If they joined forces, then it would be fantastic if they selected, on an annual basis, five buildings that they want to save each year. They could hold fundraisers, teach-ins, solicit investment, file legal action, etc. Whatever it took to focus on private and public properties that are at imminent risk of destruction but are in some way worth preserving. They could set the agenda with respect to preservation issues and shed that public perception that they have of being reactionary obstructionists, and instead re-cast themselves as the proactive protectors of Buffalo’s heritage before the building starts crashing in around them or some owner decides he wants to raze it to add more surface parking.

Because in my mind, the heroes of the preservation community right now are named “Savarino” and “Termini” and “ESD”. Applying the law of Larry the Cable Guy – they get it done.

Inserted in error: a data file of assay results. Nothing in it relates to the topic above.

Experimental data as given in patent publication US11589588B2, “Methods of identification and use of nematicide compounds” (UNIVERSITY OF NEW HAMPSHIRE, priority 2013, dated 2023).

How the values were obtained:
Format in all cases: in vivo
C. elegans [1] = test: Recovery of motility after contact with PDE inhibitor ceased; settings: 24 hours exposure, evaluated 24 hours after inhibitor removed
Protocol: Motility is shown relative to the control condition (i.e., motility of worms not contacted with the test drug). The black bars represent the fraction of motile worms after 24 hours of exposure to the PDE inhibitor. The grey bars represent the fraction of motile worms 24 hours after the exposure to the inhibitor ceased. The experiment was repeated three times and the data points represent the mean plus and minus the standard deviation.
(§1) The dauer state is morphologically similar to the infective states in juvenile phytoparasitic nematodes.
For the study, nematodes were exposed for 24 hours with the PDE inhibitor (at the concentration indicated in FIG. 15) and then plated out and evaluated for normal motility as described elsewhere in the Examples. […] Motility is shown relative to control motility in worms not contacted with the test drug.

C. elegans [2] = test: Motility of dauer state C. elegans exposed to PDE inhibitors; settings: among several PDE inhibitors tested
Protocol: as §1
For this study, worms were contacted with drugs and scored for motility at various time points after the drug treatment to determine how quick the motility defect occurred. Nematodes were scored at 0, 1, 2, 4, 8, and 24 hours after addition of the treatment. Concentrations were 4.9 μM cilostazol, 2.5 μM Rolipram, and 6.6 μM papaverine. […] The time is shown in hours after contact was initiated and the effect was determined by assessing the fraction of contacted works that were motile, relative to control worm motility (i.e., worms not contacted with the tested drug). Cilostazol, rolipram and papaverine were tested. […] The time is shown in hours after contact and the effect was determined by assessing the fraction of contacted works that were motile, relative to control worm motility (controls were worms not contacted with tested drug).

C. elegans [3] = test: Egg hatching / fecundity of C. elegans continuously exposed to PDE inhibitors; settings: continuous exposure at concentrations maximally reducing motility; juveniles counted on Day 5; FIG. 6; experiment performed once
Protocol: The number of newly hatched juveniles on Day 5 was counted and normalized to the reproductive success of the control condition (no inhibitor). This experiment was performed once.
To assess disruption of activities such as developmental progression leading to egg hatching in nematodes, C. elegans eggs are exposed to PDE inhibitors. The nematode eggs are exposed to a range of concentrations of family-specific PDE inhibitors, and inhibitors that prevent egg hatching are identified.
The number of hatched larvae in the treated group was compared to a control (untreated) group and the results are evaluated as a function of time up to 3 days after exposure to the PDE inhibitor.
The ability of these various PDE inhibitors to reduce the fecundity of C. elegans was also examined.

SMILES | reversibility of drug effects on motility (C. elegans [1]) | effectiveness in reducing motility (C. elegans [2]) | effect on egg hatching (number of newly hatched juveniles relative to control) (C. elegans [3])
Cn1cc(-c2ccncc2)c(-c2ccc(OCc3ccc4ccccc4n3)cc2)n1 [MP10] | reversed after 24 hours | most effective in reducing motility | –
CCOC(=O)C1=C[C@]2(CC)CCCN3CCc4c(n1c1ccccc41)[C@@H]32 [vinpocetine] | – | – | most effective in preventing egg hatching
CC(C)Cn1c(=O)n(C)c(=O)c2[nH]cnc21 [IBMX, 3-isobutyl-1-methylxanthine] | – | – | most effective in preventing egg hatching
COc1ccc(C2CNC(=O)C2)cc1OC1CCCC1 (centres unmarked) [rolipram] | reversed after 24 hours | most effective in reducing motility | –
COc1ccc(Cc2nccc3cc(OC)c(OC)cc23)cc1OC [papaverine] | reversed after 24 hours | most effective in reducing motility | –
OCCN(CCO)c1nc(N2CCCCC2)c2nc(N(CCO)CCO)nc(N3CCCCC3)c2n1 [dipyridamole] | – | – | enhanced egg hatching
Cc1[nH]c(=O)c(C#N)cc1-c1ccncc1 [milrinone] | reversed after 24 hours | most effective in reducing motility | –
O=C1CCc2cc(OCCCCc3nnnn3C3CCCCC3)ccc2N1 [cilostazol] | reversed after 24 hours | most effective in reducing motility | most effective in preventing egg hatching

If the building is privately owned, such as Freudenheim’s Livery, the group could file for injunctive relief – the building is an imminent harm to its surroundings and is a public or private nuisance. If the building is privately owned, perhaps they could get the city to take the property by eminent domain for the greater public good. If the building is publicly owned, then they could partner with friendly engineering and architectural firms to draw up plans and raise funds to actually get the buildings structurally sound and rebuilt. It would be like Buffalo ReUse writ large – instead of saving fixtures from homes for resale, you save the building itself.

So, what would be the five most endangered buildings in 2008? Proactively prioritize, proselytize, and repair.

19 Responses to “pro·ac·tive (adj.)”

  1. Chaz July 2, 2008 at 9:24 pm #

    Hindsight is as they say 20/20. It must be nice to be a blogger who sits back and criticizes other people without really ever helping to change anything.

    You always end your posts dixi.

    Have you ever tried to help save a home, a building or work on a preservation issue? Unless when you try to save your glass house I presume.

    You throw out uneducated slings at people who have done more to help Buffalo then you could ever hope to imagine with your silly little blog.

  2. Buffalopundit July 3, 2008 at 7:08 am #